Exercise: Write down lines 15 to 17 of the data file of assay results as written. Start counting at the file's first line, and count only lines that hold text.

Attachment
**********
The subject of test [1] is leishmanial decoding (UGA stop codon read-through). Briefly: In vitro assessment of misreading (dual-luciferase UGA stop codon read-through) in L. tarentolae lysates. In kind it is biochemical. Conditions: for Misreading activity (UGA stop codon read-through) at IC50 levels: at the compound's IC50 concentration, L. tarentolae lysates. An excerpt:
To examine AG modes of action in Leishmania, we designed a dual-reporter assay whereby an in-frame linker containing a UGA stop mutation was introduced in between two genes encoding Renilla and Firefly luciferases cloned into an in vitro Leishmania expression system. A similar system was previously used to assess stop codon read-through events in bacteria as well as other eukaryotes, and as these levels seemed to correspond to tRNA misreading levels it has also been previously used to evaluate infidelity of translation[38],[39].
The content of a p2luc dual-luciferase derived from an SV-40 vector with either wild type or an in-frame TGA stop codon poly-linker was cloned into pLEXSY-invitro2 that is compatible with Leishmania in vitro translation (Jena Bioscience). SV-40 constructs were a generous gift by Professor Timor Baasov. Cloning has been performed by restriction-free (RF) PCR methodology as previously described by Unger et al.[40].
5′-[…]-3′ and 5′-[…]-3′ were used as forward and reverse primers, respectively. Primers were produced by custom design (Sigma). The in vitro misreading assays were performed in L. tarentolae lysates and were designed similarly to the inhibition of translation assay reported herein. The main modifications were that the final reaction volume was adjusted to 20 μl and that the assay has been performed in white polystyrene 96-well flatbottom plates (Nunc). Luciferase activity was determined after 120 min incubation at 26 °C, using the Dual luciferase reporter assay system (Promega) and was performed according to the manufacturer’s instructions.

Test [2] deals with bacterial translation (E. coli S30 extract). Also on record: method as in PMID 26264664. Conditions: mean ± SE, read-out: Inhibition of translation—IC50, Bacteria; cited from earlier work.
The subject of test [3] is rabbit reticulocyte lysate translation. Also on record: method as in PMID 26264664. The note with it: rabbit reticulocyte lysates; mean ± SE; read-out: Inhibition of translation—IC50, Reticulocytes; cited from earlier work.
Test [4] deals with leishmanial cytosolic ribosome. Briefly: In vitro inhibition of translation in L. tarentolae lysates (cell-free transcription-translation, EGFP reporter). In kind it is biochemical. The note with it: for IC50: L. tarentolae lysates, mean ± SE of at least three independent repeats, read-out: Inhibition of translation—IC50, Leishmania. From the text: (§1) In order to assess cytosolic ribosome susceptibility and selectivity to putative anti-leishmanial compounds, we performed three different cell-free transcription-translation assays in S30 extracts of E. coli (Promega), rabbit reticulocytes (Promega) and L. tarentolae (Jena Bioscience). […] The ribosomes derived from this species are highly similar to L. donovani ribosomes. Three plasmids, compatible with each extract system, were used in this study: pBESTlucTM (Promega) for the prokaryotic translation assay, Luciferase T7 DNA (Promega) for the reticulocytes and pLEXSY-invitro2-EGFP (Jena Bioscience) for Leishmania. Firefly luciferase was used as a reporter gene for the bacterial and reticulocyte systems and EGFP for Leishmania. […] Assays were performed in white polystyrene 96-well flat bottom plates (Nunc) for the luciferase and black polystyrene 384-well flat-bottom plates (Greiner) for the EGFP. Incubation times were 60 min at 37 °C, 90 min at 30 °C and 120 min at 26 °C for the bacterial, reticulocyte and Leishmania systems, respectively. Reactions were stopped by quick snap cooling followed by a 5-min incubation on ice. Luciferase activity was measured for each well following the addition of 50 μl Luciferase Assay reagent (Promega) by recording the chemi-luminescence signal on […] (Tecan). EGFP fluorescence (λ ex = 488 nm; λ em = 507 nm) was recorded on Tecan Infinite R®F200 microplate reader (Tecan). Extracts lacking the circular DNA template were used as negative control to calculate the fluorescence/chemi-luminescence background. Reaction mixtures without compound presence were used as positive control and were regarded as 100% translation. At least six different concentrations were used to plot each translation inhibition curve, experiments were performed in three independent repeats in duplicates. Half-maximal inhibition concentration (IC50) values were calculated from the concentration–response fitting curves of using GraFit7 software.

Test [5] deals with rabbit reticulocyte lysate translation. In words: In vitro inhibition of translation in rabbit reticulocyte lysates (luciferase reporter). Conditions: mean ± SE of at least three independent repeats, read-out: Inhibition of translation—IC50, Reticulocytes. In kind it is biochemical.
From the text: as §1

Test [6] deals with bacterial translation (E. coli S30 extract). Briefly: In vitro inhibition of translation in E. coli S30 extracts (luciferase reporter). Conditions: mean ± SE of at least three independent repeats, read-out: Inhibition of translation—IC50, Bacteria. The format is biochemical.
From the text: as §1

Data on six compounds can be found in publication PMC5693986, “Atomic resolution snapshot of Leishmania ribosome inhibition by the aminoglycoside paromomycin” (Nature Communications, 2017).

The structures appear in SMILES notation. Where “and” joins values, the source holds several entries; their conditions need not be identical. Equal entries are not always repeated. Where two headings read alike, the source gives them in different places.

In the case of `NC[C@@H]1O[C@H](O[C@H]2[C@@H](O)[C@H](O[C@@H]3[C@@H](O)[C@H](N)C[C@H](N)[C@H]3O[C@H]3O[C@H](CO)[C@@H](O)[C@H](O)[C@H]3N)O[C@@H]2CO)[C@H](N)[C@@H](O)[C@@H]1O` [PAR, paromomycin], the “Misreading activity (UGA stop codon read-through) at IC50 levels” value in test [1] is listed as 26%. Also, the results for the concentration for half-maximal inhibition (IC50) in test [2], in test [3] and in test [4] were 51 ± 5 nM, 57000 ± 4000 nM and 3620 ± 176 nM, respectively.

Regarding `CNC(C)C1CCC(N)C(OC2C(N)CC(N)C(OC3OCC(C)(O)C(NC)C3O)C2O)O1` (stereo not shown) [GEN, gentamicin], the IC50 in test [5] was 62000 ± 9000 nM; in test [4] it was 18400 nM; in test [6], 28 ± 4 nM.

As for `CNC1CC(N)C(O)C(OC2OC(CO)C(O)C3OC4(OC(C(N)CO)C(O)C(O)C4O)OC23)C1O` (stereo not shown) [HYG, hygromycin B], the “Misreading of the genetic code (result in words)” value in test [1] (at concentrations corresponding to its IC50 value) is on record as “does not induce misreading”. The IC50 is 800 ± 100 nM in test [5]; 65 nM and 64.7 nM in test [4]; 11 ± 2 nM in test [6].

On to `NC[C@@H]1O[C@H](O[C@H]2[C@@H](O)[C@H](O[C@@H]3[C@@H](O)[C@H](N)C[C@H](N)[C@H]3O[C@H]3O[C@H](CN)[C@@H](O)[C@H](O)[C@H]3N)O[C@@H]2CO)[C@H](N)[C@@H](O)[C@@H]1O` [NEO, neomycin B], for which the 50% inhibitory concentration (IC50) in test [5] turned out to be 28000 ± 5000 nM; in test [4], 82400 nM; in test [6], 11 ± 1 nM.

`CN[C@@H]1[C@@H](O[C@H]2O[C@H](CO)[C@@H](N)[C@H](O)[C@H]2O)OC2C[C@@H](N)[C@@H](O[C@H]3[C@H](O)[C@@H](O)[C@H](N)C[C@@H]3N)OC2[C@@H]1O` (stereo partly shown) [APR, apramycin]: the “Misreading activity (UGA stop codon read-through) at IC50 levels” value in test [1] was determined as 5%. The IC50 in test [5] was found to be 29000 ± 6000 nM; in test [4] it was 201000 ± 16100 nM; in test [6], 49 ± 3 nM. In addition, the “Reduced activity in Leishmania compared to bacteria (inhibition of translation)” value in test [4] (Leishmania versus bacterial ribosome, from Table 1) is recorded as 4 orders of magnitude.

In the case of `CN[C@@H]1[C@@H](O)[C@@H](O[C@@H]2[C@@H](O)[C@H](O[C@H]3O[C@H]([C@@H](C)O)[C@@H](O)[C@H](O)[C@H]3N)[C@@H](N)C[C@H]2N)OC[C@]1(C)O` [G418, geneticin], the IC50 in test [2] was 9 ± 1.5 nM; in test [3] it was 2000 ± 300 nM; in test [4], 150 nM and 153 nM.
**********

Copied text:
Regarding `CNC(C)C1CCC(N)C(OC2C(N)CC(N)C(OC3OCC(C)(O)C(NC)C3O)C2O)O1` (stereo not shown) [GEN, gentamicin], the IC50 in test [5] was 62000 ± 9000 nM; in test [4] it was 18400 nM; in test [6], 28 ± 4 nM.

As for `CNC1CC(N)C(O)C(OC2OC(CO)C(O)C3OC4(OC(C(N)CO)C(O)C(O)C4O)OC23)C1O` (stereo not shown) [HYG, hygromycin B], the “Misreading of the genetic code (result in words)” value in test [1] (at concentrations corresponding to its IC50 value) is on record as “does not induce misreading”. The IC50 is 800 ± 100 nM in test [5]; 65 nM and 64.7 nM in test [4]; 11 ± 2 nM in test [6].

On to `NC[C@@H]1O[C@H](O[C@H]2[C@@H](O)[C@H](O[C@@H]3[C@@H](O)[C@H](N)C[C@H](N)[C@H]3O[C@H]3O[C@H](CN)[C@@H](O)[C@H](O)[C@H]3N)O[C@@H]2CO)[C@H](N)[C@@H](O)[C@@H]1O` [NEO, neomycin B], for which the 50% inhibitory concentration (IC50) in test [5] turned out to be 28000 ± 5000 nM; in test [4], 82400 nM; in test [6], 11 ± 1 nM.